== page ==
The space $S$ of holomorphic functions on the disk $\mathbb{D}$ which are also in $L^2(\mathbb{D})$ is a Hilbert space, with the inner product being $\langle f, g\rangle = \int f(z) \overline{g(z)} dA(z)$, where $dA$ denotes Lebesgue measure. The linear functional $L_{z_0}$, given by $f\mapsto f(z_0)$, is a bounded linear functional on $S$, and thus there must exist some $g_{z_0}\in S$ so that $L_{z_0}(f) = \langle f, g_{z_0}\rangle$ for all $f$. It turns out, this function is given by $$g_{z_0}(w) = \frac{1}{(1-\overline{z_0}z)^2}$$ I have seen this proven by representing $f$ and $g$ as power series, performing the multiplication, and working out the coefficients of the $g$ power series by brute force, which is fine. But I want to think that there is an easier way to do it, or at least a more conceptually satisfying way. For example, I would think to do it by first noting that for $z_0 = 0$, $g_{z_0}$ can be a constant function (I believe $1/\pi$), and then getting the general case by composing with a Mobius transformation; indeed, the function $g_{z_0}$ is closely related to the derivative of such a Mobius transformation, but I have not been able to get such an approach to work. I realized that I don't really know any machinery for working with non-holomorphic functions (like $\overline{g_{z_0}}$), and area integrals of complex functions are also somewhat new to me.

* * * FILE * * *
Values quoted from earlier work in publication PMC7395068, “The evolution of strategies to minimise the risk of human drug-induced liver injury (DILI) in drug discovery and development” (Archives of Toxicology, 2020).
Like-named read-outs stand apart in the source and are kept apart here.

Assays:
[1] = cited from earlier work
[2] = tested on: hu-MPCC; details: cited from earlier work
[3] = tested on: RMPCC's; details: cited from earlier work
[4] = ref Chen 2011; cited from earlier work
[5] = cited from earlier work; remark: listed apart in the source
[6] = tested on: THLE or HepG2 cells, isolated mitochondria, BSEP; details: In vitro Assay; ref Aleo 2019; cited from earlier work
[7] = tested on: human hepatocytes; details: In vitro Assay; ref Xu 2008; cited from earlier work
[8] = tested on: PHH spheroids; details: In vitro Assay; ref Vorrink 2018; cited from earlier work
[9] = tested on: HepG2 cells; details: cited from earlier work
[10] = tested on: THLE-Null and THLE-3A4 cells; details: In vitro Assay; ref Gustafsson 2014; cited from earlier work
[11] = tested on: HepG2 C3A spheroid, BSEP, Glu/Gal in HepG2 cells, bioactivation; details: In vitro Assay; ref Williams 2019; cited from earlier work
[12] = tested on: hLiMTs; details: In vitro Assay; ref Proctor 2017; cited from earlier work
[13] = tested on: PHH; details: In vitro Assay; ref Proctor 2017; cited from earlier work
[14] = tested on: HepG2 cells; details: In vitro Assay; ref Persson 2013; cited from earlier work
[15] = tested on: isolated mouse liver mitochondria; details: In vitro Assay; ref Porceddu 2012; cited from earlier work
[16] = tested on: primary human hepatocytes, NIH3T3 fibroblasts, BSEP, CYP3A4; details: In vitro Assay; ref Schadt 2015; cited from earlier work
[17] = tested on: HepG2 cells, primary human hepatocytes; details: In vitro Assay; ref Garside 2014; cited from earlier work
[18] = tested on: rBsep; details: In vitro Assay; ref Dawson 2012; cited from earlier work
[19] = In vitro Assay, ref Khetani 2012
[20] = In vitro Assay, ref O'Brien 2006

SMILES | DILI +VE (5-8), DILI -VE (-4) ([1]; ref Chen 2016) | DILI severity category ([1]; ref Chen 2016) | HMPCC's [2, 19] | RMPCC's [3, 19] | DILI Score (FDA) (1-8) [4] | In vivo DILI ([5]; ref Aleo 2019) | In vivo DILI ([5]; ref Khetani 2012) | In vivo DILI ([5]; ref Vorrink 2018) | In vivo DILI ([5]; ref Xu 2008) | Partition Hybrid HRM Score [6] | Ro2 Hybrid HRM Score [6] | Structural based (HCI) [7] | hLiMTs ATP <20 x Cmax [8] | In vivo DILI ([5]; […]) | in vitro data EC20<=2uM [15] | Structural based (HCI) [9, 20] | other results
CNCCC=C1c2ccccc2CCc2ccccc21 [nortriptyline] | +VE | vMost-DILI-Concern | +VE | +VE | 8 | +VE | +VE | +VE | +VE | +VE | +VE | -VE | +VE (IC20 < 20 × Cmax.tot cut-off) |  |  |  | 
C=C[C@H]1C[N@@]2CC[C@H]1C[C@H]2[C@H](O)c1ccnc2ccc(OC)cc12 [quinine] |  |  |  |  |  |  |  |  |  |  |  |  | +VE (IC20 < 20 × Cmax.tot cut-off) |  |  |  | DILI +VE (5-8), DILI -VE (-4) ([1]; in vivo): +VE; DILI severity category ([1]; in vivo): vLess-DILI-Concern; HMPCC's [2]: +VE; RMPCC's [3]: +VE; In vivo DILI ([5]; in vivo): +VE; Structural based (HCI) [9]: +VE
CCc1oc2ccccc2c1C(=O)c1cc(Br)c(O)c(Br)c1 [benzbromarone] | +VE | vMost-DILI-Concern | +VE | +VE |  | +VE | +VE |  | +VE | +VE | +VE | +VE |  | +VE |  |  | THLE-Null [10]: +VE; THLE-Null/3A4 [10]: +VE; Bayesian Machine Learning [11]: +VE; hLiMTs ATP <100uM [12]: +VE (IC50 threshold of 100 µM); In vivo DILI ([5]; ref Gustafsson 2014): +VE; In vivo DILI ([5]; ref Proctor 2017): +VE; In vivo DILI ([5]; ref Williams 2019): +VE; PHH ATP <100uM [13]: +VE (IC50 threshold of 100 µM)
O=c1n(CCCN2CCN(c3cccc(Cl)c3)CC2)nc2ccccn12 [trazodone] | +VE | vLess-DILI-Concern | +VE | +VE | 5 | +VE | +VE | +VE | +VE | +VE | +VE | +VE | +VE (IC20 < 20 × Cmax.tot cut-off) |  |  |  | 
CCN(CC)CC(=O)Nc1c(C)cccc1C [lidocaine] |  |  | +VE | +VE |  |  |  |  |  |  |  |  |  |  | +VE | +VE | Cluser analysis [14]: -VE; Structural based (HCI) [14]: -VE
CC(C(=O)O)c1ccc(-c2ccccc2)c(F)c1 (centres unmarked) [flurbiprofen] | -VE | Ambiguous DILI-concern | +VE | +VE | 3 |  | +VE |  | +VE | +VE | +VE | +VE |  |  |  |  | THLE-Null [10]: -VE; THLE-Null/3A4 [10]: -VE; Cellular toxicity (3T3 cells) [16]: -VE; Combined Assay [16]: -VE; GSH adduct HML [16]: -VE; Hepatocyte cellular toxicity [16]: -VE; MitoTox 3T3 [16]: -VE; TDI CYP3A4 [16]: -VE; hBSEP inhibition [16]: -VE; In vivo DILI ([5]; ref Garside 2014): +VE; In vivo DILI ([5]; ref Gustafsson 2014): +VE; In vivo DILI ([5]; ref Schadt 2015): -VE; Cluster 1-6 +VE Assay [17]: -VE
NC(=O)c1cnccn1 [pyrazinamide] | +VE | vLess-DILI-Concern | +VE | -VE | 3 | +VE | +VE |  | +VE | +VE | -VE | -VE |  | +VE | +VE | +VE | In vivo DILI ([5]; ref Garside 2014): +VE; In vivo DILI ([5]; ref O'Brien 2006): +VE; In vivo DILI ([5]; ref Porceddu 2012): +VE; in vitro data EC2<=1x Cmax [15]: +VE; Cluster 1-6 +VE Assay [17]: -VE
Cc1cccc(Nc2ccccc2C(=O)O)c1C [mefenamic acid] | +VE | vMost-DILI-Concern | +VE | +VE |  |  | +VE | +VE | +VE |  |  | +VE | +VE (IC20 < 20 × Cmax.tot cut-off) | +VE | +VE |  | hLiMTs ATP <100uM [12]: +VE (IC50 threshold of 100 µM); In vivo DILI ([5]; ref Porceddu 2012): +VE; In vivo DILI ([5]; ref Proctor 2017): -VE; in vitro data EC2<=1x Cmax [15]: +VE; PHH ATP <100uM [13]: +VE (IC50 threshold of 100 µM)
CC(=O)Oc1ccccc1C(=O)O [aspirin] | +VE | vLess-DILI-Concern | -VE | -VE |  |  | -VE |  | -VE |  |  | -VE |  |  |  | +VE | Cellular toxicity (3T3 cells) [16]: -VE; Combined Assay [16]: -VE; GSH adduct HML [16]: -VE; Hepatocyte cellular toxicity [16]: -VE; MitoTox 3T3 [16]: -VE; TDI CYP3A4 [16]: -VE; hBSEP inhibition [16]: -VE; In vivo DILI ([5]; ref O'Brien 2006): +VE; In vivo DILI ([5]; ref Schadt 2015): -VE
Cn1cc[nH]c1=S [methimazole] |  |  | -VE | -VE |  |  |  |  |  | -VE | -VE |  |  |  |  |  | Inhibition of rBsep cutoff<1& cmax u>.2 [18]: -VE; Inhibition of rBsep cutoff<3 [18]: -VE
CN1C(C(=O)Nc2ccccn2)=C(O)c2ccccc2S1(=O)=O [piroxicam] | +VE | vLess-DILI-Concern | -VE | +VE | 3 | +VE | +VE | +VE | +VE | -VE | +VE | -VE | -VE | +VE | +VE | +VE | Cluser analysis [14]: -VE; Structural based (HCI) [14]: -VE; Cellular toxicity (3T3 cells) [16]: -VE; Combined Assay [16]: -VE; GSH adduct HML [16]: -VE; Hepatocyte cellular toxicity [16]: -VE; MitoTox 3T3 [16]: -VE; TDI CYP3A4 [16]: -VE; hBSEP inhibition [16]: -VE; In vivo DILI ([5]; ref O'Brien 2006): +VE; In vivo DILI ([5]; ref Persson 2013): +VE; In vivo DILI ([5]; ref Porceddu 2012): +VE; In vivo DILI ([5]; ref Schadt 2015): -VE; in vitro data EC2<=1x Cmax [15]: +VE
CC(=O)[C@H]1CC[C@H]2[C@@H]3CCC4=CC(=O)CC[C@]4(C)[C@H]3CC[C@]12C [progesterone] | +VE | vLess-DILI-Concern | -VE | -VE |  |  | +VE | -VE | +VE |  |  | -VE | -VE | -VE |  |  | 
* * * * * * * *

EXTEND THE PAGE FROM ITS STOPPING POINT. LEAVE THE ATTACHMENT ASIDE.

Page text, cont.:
In sum, Can anyone give me a conceptually satisfying way of approaching this problem, hopefully one that uses some classical complex analysis tricks like Cauchy's integral formula, Mobius transformations, and the like?

Or, Can you direct me to a resource which has the basic tools for solving this problem?


Your Möbius transformation idea is good, but it needs one extra thing to work. We know that $$ f(0) = \frac{1}{\pi}\iint_{|z|<1} f(z)\,dA(z) \tag1$$ Given $z_0$, apply (1) to $g = (f\circ \phi^{-1})(\phi^{-1})'$ where $\phi(z)= (z-z_0)/(1-\bar z_0z) $ is a Möbius transformation sending $z_0$ to $ 0$. (Here, $(\phi^{-1})'$ is that extra thing.) Since $$\phi'(z) = \frac{1-\bar z_0 z + \bar z_0(z-z_0) }{(1-\bar z_0 z)^2} = \frac{1- |z_0|^2 }{(1-\bar z_0 z)^2} \tag2$$ the change of variables $z=\phi(w)$ yields $$ f(z_0) (\phi^{-1})'(0) = g(0) = \frac{1}{\pi}\iint_{|z|<1} g(z)\,dA(z) = \frac{1}{\pi}\iint_{|w|<1} \frac{f(w)}{\phi'(w)} |\phi'(w)|^2\,dA(w) \tag3$$ This simplifies to $$ \frac{f(z_0)}{\phi'(z_0)} = \frac{1}{\pi}\iint_{|w|<1} f(w) \overline{\phi'(w)} \,dA(w) \tag4$$ and, using (2), further simplifies to $$ f(z_0) (1-|z_0|^2) = \frac{1}{\pi}\iint_{|w|<1} f(w) \frac{1-|z_0|^2}{(1-z_0 \bar w)^2} \,dA(w) \tag6$$ which is the desired result $$ f(z_0) = \frac{1}{\pi}\iint_{|w|<1} f(w) \frac{1}{(1-z_0 \bar w)^2} \,dA(w) \tag7$$

What's the idea of putting the derivative factor $(\phi^{-1})'$ in the formula for $g$? Without it we'd end up with the Jacobian $|\phi'|^2 = \phi'\overline{\phi'}$ as the factor of $f$ on the right hand side of (3). And we want an antiholomorphic weight there, so $\phi'$ has to be canceled off.

  • $\begingroup$ This is beautiful, thank you. That’s exactly what I needed. $\endgroup$ – Van Latimer Jul 16 '18 at 22:58

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